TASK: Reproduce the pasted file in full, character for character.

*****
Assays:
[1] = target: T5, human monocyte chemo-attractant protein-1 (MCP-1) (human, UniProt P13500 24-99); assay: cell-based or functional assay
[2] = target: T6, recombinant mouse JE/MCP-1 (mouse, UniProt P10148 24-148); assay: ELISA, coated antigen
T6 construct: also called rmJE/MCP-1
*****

Assays:
[1] = target: T5, human monocyte chemo-attractant protein-1 (MCP-1) (human, UniProt P13500 24-99); assay: cell-based or functional assay
[2] = target: T6, recombinant mouse JE/MCP-1 (mouse, UniProt P10148 24-148); assay: ELISA, coated antigen
T6 construct: also called rmJE/MCP-1